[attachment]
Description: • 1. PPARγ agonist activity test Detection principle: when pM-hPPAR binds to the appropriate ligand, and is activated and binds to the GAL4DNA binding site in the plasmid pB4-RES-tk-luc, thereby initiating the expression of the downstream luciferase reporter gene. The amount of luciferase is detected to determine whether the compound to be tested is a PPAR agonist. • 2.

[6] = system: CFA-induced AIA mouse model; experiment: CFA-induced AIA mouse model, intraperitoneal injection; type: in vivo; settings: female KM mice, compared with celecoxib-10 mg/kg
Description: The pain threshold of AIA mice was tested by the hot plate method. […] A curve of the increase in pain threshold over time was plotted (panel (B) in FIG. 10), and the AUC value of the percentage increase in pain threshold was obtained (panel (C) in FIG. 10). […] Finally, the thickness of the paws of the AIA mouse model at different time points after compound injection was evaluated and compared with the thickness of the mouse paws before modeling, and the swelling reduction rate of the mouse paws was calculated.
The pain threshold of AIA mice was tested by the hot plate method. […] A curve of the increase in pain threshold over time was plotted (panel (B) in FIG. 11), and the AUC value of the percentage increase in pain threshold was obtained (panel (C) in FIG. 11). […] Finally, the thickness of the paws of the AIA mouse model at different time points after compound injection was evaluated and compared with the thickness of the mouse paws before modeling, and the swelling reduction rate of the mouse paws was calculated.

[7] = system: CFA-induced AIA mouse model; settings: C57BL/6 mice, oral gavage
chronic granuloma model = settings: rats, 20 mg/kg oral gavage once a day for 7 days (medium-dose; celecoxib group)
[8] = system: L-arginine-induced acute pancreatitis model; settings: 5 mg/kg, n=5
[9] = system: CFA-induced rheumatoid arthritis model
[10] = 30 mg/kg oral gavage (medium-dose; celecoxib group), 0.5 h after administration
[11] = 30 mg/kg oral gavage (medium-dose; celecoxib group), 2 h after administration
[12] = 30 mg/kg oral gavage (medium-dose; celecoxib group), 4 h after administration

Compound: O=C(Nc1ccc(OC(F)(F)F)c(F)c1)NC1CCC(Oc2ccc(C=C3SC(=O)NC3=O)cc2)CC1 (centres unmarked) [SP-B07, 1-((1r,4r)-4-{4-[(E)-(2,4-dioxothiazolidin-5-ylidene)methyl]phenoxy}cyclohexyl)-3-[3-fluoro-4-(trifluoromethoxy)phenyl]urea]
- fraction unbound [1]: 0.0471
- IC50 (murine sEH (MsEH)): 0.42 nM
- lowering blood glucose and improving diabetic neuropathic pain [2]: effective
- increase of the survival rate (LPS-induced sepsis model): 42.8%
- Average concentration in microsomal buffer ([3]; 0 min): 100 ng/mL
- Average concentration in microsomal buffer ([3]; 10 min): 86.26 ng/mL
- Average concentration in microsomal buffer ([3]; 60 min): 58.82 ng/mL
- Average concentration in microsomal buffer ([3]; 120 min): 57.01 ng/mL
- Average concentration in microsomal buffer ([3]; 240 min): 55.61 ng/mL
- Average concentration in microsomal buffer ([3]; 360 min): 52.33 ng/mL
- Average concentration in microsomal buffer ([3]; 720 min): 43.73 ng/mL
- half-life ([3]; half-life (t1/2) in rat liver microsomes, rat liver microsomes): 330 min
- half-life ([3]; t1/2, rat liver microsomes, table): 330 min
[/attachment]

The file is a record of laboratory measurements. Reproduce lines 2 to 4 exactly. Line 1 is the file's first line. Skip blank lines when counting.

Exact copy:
[6] = system: CFA-induced AIA mouse model; experiment: CFA-induced AIA mouse model, intraperitoneal injection; type: in vivo; settings: female KM mice, compared with celecoxib-10 mg/kg
Description: The pain threshold of AIA mice was tested by the hot plate method. […] A curve of the increase in pain threshold over time was plotted (panel (B) in FIG. 10), and the AUC value of the percentage increase in pain threshold was obtained (panel (C) in FIG. 10). […] Finally, the thickness of the paws of the AIA mouse model at different time points after compound injection was evaluated and compared with the thickness of the mouse paws before modeling, and the swelling reduction rate of the mouse paws was calculated.
The pain threshold of AIA mice was tested by the hot plate method. […] A curve of the increase in pain threshold over time was plotted (panel (B) in FIG. 11), and the AUC value of the percentage increase in pain threshold was obtained (panel (C) in FIG. 11). […] Finally, the thickness of the paws of the AIA mouse model at different time points after compound injection was evaluated and compared with the thickness of the mouse paws before modeling, and the swelling reduction rate of the mouse paws was calculated.